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Ancient Egyptian Book of Thoth: A Demotic Discourse on Knowledge & Pendant to Classical Hermetica (New)
by Jasnow, Richard Lewi
Publisher: Harrassowitz Verlag
Book ID: 9783447050821, 3447050829
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Two volumes -- XXX + 648 Pages, 67 Tables
The composition, which the editors entitle the "Book of Thoth", is preserved on over forty Graeco-Roman Period papyri from collections in Berlin, Copenhagen, Florence, New Haven, Paris, and Vienna. The central witness is a papyrus of fifteen columns in the Berlin Museum. Written almost entirely in the Demotic script, the Book of Thoth is probably the product of scribes of the "House of Life", the temple scriptorium. It comprises largely a dialogue between a deity, usually called "He-who-praises-knowledge" (presumably Thoth himself) and a mortal, "He-who-loves-knowledge". The work covers such topics as the scribal craft, sacred geography, the underworld, wisdom, prophecy, animal knowledge, and temple ritual. Particularly remarkable is one section (the "Vulture Text") in which each of the 42 nomes of Egypt is identified with a vulture. The language is poetic; the lines are often clearly organized into verses. The subject-matter, dialogue structure, and striking phraseology raise many issues of scholarly interest; especially intriguing are the possible connections between this Egyptian work, in which Thoth is called "thrice-great", and the classical Hermetic Corpus, in which Hermes Trismegistos plays the key role. The first volume comprises interpretative essays, discussion of specific points such as the manuscript tradition, script, and language. The core of the publication is the transliteration of the Demotic text, translation, and commentary. A consecutive translation, glossary, bibliography, and indices conclude the first volume. The second volume contains photographs of the papyri, almost all of which reproduce their original size.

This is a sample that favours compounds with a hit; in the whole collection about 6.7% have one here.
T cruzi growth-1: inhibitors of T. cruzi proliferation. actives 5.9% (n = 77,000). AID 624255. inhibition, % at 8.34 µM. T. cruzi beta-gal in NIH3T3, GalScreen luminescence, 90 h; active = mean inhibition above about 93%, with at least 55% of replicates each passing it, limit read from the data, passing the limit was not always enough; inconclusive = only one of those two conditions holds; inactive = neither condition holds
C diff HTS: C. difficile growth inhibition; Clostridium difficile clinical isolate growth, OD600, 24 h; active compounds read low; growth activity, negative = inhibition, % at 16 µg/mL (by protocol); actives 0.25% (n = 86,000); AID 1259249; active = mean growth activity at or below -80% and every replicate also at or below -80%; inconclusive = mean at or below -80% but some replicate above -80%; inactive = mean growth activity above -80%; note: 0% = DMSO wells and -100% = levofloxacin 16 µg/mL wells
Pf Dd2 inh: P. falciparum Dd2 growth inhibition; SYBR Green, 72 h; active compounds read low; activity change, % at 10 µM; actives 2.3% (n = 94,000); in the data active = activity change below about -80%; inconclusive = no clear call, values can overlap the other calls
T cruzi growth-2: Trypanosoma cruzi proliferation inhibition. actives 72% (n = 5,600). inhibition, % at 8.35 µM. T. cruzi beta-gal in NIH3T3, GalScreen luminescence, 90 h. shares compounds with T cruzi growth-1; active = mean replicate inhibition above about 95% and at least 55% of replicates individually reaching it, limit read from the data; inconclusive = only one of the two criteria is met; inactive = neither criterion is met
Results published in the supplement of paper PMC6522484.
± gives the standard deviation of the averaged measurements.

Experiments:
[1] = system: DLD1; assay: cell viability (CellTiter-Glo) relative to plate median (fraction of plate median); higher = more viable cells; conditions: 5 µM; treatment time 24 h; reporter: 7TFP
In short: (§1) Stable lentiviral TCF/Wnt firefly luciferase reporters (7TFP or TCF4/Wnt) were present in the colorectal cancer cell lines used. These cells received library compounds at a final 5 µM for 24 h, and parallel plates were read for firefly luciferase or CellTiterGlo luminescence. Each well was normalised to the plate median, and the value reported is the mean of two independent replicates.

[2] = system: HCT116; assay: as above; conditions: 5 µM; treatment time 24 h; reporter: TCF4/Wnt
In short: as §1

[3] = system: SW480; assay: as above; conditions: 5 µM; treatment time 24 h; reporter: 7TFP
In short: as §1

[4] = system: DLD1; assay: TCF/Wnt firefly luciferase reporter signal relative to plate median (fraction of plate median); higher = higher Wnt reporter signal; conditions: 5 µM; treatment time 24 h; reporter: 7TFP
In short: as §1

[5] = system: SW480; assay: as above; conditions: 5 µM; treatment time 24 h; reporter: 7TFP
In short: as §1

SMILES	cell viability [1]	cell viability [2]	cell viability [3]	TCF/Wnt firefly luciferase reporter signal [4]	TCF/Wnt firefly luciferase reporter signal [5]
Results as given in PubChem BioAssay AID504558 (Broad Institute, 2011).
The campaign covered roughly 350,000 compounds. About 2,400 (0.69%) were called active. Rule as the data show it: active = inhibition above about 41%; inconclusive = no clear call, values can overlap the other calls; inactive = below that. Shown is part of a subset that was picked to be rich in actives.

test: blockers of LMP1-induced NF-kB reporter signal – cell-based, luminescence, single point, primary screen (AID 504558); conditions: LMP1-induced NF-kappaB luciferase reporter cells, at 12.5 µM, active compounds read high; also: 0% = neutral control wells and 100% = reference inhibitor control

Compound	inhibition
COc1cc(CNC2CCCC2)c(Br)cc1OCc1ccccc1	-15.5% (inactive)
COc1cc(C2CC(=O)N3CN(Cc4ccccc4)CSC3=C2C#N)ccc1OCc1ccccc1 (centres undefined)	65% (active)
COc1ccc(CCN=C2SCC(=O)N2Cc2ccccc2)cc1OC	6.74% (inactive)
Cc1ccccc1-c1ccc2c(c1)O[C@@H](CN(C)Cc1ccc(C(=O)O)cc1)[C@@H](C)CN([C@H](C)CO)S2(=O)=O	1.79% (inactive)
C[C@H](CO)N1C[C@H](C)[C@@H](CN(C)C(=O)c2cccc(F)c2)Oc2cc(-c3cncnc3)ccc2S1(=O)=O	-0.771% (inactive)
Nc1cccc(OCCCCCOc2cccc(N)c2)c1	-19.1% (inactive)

Kevin van Bladel in Bryn Mawr Classical Review 2006.05.19: The edition under review here is likely to become a controversial part of the ongoing discussions that are sure to develop and should draw the attention of specialists in Roman Egypt. Classicists should be reminded of the culture of Egyptian letters still flourishing under Roman rule, hitherto scarcely used or, sometimes, even mentioned in histories of Roman Egypt. For the slowly developing field of Demotic studies this edition represents a scrupulously high standard of scholarly care. The Book of Thoth is sure to have a place among the most important productions of Egyptian priestly literature of the Roman period.
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